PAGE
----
From there, David took me to his favorite hangout in Chicago, The Pepper Lounge. This was a perfect complement to Sidetrack; a small and mixed hangout that served good drinks and good food. It’s extremely friendly, but since David is a regular we got even warmer treatment, and a free mini shot of some delicious chocolately poison. David joked that he didn’t take dates there anymore because the proprietor was giving them thumbs up or thumbs down. We stayed at the bar and chatted with Rex, the bartender, who moved to Chicago from San Francisco. Yes, people do that. David felt that Chicago’s winters are exaggerated, but they were taking about days that you had to wear three scarves. To me, bitter is single digit Fahrenheit; they were talking -10°F. NYC definitely has winter, but that’s about 20 degrees colder than deep winter here; we have the ocean and the concrete to warm things up.

David had his signature martini, dirty with blue cheese stuffed olives. Are blue cheese olives a Midwestern thing? I have never seen them at a New York bar. I had some sort of pansy drink that was pink and peachy. I freely admit to being a pussy boy drinker who can't hold his liquor and prefers sissy drinks, preferably those that have umbrellas in them. Because of the enormous lunch, we only had appetizers but the portions were generous enough to serve as dinner. David had the tuna tartare, I had the beef medallions; both were delicious. Prices are not cheap (a drink and an appetizer came to $29 with a generous tip) but I felt they delivered for what they charged.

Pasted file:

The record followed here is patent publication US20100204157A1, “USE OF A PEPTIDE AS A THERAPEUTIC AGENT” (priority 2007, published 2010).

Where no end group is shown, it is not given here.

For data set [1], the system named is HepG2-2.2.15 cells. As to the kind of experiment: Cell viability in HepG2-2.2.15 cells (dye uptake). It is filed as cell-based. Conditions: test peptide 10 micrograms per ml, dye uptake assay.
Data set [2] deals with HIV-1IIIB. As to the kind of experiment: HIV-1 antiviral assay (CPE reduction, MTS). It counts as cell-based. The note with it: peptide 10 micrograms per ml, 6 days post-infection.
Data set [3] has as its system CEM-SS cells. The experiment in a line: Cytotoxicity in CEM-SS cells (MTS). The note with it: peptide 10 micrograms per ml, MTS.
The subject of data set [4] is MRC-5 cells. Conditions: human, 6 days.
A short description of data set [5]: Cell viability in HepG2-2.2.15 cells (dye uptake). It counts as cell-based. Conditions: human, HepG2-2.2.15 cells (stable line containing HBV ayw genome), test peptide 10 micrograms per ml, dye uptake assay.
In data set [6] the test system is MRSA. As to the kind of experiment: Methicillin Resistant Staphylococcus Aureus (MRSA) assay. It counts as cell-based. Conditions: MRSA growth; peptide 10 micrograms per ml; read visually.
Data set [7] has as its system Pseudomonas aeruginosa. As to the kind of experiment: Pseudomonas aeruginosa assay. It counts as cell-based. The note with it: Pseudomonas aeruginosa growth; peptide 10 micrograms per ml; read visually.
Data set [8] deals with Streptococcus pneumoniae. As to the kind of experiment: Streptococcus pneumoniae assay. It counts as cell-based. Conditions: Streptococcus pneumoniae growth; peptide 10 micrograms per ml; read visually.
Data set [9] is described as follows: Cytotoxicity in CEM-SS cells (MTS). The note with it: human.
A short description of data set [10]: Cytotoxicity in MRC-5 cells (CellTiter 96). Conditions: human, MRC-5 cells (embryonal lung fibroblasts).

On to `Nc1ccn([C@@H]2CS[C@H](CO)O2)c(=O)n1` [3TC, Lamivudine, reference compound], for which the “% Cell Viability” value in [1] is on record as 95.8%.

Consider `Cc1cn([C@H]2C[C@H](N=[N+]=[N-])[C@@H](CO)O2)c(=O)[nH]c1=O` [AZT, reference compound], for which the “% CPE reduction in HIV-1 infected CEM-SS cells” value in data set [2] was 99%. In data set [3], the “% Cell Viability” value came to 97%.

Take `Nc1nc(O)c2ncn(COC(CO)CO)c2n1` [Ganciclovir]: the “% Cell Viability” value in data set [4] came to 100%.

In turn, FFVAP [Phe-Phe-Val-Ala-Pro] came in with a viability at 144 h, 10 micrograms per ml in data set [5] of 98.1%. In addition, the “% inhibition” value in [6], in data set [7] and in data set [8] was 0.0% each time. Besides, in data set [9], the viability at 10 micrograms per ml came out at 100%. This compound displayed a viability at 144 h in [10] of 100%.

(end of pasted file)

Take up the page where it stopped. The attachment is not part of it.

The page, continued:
Fed and buzzed, I headed back on the El to my hotel and my 5:30 am wakeup call. My internal alarm clock didn’t trust the hotel’s and woke me up at 4:00 am anyway. I wrote a bit, checked out and headed to the airport, contemplating a jam-packed flight with an upgrade that did not clear. It took just about an hour again from hotel to gate; but part of that was luck. The security line was horrifyingly long, but the TSA employees started plucking out anyone whose flight was less than an hour ahead; mine was exactly at the cutoff time, so they took me to a concession screening area and I got through in five minutes.

The airport gods kept smiling on me. At the gate I approached the agent and said that I didn’t expect anything but could she check on if an upgrade was possible? “Are you Platinum?” she asked. I am Gold, having slipped from Platinum. She looked and said, “Believe it or not, you’re at the top of the upgrade list and I can clear you.” A mystery, but I have two theories. I made the upgrade request at the time I booked the ticket and I was Platinum at the time – AA seems to rank upgrades on your status at the time of the request, rather than at the time of the flight. Also, earliness of check-in matters, and web check in counts. I checked in online almost as soon as applicable. It was a bulkhead seat without any storage on the floor, but as I said before, it beats coach.

And then a few days later I even got miles for the meals at the Signature and Pepper Lounges!

Posted by Leigh Witchel at May 7, 2006 7:01 PM